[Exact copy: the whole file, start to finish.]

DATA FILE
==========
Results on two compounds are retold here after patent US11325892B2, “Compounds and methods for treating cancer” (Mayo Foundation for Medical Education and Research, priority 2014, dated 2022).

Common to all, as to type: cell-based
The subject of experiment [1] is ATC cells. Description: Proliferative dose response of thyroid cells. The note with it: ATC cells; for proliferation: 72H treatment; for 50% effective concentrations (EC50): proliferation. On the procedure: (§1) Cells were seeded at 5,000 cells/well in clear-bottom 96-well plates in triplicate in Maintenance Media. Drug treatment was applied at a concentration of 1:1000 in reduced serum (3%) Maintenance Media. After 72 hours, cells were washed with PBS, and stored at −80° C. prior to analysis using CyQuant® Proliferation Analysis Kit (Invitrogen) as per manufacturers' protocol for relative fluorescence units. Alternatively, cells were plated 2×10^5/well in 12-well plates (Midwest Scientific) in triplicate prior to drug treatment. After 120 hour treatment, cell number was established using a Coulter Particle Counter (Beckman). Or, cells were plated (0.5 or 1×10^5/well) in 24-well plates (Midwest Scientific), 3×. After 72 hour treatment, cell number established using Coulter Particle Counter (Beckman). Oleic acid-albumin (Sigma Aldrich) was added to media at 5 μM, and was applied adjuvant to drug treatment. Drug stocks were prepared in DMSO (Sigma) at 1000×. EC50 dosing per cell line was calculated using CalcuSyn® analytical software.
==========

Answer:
Results on two compounds are retold here after patent US11325892B2, “Compounds and methods for treating cancer” (Mayo Foundation for Medical Education and Research, priority 2014, dated 2022).

Common to all, as to type: cell-based
The subject of experiment [1] is ATC cells. Description: Proliferative dose response of thyroid cells. The note with it: ATC cells; for proliferation: 72H treatment; for 50% effective concentrations (EC50): proliferation. On the procedure: (§1) Cells were seeded at 5,000 cells/well in clear-bottom 96-well plates in triplicate in Maintenance Media. Drug treatment was applied at a concentration of 1:1000 in reduced serum (3%) Maintenance Media. After 72 hours, cells were washed with PBS, and stored at −80° C. prior to analysis using CyQuant® Proliferation Analysis Kit (Invitrogen) as per manufacturers' protocol for relative fluorescence units. Alternatively, cells were plated 2×10^5/well in 12-well plates (Midwest Scientific) in triplicate prior to drug treatment. After 120 hour treatment, cell number was established using a Coulter Particle Counter (Beckman). Or, cells were plated (0.5 or 1×10^5/well) in 24-well plates (Midwest Scientific), 3×. After 72 hour treatment, cell number established using Coulter Particle Counter (Beckman). Oleic acid-albumin (Sigma Aldrich) was added to media at 5 μM, and was applied adjuvant to drug treatment. Drug stocks were prepared in DMSO (Sigma) at 1000×. EC50 dosing per cell line was calculated using CalcuSyn® analytical software.